John:                And a couple of quick reminders here. Yeah, if you want to deal with Matt’s famous quotes, we got a link here to Matt’s famous quotes. And, you know – and, of course, the one in there is — it’s right there at the top. I believe he feels like a non-elected benevolent dictator, his responsibility to remit to me as many users as possible and direct the software project in a way that reflects their interests. You know, what the things he’s done in the last few years were not what the majority of the people wanted. And that was well-demonstrated by the people, but he went ahead with him anyway. That’s a dictator. No matter how you describe it, that’s a dictator. So, at any rate, there’s still no meetups, but I am contemplating a meetup probably, and I would reckon is going to be June, and it’s going to be a combo meetup for WP plugins. I know agenda meetup and a tavern meetup, all in one, and it’ll probably be held at the Oasis, because the Oasis will be mostly complete, and a new deck will be usable by then. So that is coming down the pike, and I’m guessing it’s going to be June, and maybe by that time, there are dictators that we’ve elected into offices that will have removed these ridiculous things on us that prevent us from having these meetups without breaking their new laws. All right. And as I say — well, as we’ve mentioned a couple of times, you don’t get enough of us. You can join Amber and I on our new podcast over at the Rogues Tavern shooting — this shit at the Rogues tavern. It’s every Tuesday evening, 9 pm live. And then, I upload it to the website or day or two later. I was supposed to do it yesterday, but I think I forgot. If you want to be in an interview show, simply contact wppluginsatoz.com/interview. That’s all we have there. I say we move on and —

 

It’s question and answer time with Amber.

Amber:            Okay, just as per usual, if anyone out there has any questions they’d like me to ask on their behalf, send them into me at amber@wppro.ca.  Hemdian says June, so long the wait.

John:                It’s the place right now I’m limited by, you know. I’m limited by massive restrictions everywhere, and I hate masks. So I don’t go anywhere really because they force me to wear a mask.

Amber:            I have an awesome mask, but, you know, I just I can’t handle being on for so long. I get dizzy.

John:                I can’t handle it at all. I start to feel claustrophobic. So, at any rate, let’s move along with the question-answer.

Amber:            First question, what is it that causes plugins to clash and not work? For instance, you have one working plugin, you upload another, and then, suddenly neither work?

 

John:                Okay, well, that’s a multifaceted issue but most commonly, what the problem is, is that each plugin is looking for the same resources.  They’re trying to use the same things at the same time, and they crash, you know, or they’re putting out like many plugins will also have their own Java enum, or jQuery enum, and another plugin may have the same jQuery and it tries to fire that jQuery at the same time. It’s a conflict of the code and they’re not following. It’s the developers not following the best practices of using all their resources, pulling all the resources they can from the WordPress core. And only using their plugin what they absolutely have to use. But many developers, you know, freethinkers, they want to do it their way. So they do it their way, which is fine and dandy until you run into two plugins that just don’t want to play well together. It’s a conflict of code, is what it boils down to. And unless you’re a developer, figuring out what’s causing that conflict is hard. It’s like I can sometimes do it, but most of the time, I have to bring in a developer who understands the code and has the diagnostic tools to track each code firing when the page is loading. So we can see what’s breaking when — so it’s a complex mess. And basically, whenever I have that happen, I determine which plugin is the most important one, and then, I find another plugin that does the same job as the one that’s not working, not playing well with others. And I use a different plugin.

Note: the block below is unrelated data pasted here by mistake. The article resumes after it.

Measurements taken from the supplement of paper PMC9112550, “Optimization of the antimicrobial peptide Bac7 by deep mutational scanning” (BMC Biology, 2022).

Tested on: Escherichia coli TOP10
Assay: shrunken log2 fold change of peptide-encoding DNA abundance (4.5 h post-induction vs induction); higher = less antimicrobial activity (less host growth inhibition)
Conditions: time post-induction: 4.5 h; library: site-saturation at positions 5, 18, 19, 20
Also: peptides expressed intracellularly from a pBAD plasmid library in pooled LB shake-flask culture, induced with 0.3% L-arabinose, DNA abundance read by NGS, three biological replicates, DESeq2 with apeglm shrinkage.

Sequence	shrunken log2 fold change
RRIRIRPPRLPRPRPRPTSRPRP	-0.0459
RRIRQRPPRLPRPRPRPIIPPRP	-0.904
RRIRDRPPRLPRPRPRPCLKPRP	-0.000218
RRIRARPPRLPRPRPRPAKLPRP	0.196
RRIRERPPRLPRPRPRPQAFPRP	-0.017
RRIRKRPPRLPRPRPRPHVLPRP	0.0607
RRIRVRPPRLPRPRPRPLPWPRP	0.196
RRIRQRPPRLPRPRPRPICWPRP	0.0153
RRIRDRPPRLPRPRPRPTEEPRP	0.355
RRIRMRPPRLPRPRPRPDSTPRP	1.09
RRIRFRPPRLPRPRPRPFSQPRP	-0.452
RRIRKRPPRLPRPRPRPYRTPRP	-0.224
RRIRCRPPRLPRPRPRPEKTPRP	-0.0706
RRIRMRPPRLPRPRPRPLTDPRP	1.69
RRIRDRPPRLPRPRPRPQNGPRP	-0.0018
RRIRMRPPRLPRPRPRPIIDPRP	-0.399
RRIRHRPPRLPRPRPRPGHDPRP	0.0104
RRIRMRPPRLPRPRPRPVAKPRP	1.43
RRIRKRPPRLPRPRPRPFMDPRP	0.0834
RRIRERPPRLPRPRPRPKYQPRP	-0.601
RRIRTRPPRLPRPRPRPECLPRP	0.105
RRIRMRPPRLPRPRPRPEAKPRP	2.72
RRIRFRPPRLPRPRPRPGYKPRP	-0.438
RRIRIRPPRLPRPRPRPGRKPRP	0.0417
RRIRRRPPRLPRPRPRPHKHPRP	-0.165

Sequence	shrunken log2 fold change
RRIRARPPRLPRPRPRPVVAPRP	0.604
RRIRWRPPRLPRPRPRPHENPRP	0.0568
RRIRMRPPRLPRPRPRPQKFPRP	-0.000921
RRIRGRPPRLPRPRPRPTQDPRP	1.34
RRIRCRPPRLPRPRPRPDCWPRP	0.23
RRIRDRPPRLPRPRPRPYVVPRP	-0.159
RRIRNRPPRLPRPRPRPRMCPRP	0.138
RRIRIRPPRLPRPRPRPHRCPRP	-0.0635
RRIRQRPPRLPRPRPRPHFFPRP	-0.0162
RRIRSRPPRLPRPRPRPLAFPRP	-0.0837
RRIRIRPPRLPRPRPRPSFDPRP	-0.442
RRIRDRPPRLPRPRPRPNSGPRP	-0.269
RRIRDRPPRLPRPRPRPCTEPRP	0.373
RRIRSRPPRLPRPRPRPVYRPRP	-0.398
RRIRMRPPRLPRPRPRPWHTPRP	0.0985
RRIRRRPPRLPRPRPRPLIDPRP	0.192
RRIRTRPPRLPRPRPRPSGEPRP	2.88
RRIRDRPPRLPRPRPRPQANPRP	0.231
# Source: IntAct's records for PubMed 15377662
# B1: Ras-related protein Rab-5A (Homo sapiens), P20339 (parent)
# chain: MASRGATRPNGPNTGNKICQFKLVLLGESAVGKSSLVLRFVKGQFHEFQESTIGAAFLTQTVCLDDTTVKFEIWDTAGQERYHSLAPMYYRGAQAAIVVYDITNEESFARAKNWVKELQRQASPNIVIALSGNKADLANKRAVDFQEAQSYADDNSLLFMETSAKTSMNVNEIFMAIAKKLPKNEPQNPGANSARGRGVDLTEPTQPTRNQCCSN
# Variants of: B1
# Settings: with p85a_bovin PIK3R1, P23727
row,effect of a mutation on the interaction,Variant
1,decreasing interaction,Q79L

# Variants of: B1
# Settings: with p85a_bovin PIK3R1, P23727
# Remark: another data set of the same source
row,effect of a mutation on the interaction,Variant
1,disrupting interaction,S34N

Amber:            It’s interesting is, when I had that happened to me, it was the first shortcode plugin that I uploaded that caused an issue. So I found a different one, and that one caused the same issue. Two completely different plugins that just did the same thing.

John:                So, it sounds like there’s a problem with the theme. Theme kicking out code too because you got to remember, you’ve got three areas here going — competing with each other. You got the WordPress core files, then the theme brings into its own files and functionalities. And then, the plugins bring in their own files and functionality. And the one that matters the most, of course, is the WordPress core files because you need the core files for all the basic functionality and the theme may work well with the core files, but it may be putting out something that some other plugin is trying to do a similar function, and they run into each other. So, one way to find out whether if it’s a dev site, load in another theme and see if the plugins work. If they work, then you know, it’s the theme that was loaded.